Saturday, August 11, 2012

Post Treatment Colonoscopy A Good Outcome With A Few "Inconvenient" Surprises

My colonoscopy uncovered a precancerous polyp which my physician removed as a matter of routine. This outcome was not unexpected, since I had similar results with my two previous colonoscopies five years and ten years hence. This was welcome news nonetheless because of the uncertainty introduced by the intervening proton radiation.

Thanks to my wife and her conscientous record keeping, I was able to compare the photographs of my current colonoscopy with those taken in 2006. What I saw caused concern. Comparatively the current photographs showed substantially larger and considerably redder blood vessels. In two of the five photographs, it appeared as if bleeding had occured. Accordingly I contacted by physician; the phone discussion developed as follows:

Comment: Please explain the differences between the current photographs and those taken in 2006.

Response: What you see is the result of radiation. Such damage to the colon is concommitant to all forms of radiation.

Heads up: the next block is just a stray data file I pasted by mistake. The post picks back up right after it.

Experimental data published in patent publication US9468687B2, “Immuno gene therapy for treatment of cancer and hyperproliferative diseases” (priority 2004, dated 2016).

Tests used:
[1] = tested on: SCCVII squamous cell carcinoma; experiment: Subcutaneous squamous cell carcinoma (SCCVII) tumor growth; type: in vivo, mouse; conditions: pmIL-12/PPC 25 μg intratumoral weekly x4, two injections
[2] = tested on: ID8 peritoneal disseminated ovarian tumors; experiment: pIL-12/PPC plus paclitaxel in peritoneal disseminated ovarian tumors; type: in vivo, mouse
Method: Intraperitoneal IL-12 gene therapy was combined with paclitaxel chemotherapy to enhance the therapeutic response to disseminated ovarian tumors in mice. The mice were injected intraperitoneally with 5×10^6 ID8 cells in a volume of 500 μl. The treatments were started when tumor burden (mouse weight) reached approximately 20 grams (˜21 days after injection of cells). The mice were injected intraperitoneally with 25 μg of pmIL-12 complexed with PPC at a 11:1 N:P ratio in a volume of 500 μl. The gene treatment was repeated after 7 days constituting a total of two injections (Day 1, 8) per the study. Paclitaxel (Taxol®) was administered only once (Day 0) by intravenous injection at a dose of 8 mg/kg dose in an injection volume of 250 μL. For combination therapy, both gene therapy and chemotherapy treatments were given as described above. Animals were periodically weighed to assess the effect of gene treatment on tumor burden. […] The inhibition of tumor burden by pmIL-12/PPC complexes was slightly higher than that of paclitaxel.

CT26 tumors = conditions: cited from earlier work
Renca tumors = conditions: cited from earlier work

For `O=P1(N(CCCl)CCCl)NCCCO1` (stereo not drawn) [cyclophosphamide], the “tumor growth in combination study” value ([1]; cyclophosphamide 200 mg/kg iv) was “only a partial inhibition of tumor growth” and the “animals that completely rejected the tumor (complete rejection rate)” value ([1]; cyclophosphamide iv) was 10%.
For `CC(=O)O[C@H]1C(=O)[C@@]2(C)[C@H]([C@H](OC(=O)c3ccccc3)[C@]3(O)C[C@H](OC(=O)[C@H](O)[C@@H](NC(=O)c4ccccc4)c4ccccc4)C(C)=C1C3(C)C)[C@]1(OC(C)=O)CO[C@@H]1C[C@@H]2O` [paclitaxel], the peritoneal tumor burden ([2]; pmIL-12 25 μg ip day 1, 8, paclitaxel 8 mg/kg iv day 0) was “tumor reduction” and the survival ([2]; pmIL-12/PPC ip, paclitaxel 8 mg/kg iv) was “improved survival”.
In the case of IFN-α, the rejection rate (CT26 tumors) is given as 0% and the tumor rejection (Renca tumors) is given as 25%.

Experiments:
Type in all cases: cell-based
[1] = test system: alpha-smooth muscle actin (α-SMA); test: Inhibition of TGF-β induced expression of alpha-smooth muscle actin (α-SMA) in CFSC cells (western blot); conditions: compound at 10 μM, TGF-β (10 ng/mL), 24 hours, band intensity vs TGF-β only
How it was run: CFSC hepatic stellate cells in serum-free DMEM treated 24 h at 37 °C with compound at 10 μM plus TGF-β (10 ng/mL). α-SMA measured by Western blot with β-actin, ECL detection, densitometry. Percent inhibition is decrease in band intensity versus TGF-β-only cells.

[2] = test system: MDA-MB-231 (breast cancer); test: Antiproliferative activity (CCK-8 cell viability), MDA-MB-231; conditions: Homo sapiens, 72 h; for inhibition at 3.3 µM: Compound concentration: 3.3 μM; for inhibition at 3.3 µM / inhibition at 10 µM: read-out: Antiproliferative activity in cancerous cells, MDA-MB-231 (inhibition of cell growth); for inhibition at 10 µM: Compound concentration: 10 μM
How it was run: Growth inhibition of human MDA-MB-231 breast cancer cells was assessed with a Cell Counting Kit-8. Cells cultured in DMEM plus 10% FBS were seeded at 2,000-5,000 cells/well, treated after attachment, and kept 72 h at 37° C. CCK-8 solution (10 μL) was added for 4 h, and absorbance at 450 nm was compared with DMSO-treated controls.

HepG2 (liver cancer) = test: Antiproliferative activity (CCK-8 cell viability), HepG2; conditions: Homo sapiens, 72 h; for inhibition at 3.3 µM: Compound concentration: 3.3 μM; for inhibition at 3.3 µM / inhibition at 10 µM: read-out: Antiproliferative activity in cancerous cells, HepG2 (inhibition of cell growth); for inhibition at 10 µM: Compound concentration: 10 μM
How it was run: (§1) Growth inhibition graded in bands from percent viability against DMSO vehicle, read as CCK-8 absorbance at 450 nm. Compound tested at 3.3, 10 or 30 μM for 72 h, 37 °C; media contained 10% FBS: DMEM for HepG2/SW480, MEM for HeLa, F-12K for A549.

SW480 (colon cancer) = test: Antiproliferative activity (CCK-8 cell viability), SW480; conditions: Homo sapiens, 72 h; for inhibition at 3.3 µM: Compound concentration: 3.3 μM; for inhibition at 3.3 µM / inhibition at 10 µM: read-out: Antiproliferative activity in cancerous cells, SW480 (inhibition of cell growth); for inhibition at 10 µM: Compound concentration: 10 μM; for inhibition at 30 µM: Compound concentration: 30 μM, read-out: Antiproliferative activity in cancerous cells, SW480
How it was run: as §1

Question: Is there a difference between the effects of proton radiation and photon radiation?

Response: In my 30 years of practise you are my first patient to have undergone proton radiation. I would say that comparatively speaking you have a considerably milder version of what I typically see.

Comment: Two of the photographs were particularly red; please elaborate.

Response: Those particular areas appeared atypical and required a degree of probing and compression; consequential bleeding occured. No doubt these areas have completely healed by now and should not be a concern to either of us at this point.

Question: How much of my colon has been damaged?

Response: A very small segment in the area of the prostate.

Question: What kind of problems can I expect in the future?

Response: Inasmuch as you have experienced no problems in the past, e.g., spontaneous bleeding, it is unlikely you will experience any problems in the future.
Question: Is the damage to my colon temporary or permanent?

Response: I would be very surprised if it looked much different when we reexamine five years from now. I do not expect further deterioration nor do I expect much improvement.

In conclusion I would say (1) There has been permanent damage to a small portion of my colon that I did not expect based on my (limited) research to date and (2) It may be something or it may be nothing. Perhaps this entry will generate enlightened comment.



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